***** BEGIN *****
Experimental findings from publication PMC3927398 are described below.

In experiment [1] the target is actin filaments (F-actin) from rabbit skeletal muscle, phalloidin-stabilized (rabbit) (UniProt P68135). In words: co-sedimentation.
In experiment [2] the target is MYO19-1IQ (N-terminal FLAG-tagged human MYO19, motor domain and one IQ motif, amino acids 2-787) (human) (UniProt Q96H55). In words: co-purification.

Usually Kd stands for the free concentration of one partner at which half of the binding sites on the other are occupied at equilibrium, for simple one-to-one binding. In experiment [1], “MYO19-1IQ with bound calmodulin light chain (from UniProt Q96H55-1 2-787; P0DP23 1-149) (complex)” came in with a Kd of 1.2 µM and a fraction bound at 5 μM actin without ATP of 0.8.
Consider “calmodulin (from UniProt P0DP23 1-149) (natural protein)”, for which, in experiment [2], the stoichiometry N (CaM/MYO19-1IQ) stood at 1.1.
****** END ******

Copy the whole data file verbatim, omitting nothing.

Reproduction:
Experimental findings from publication PMC3927398 are described below.

In experiment [1] the target is actin filaments (F-actin) from rabbit skeletal muscle, phalloidin-stabilized (rabbit) (UniProt P68135). In words: co-sedimentation.
In experiment [2] the target is MYO19-1IQ (N-terminal FLAG-tagged human MYO19, motor domain and one IQ motif, amino acids 2-787) (human) (UniProt Q96H55). In words: co-purification.

Usually Kd stands for the free concentration of one partner at which half of the binding sites on the other are occupied at equilibrium, for simple one-to-one binding. In experiment [1], “MYO19-1IQ with bound calmodulin light chain (from UniProt Q96H55-1 2-787; P0DP23 1-149) (complex)” came in with a Kd of 1.2 µM and a fraction bound at 5 μM actin without ATP of 0.8.
Consider “calmodulin (from UniProt P0DP23 1-149) (natural protein)”, for which, in experiment [2], the stoichiometry N (CaM/MYO19-1IQ) stood at 1.1.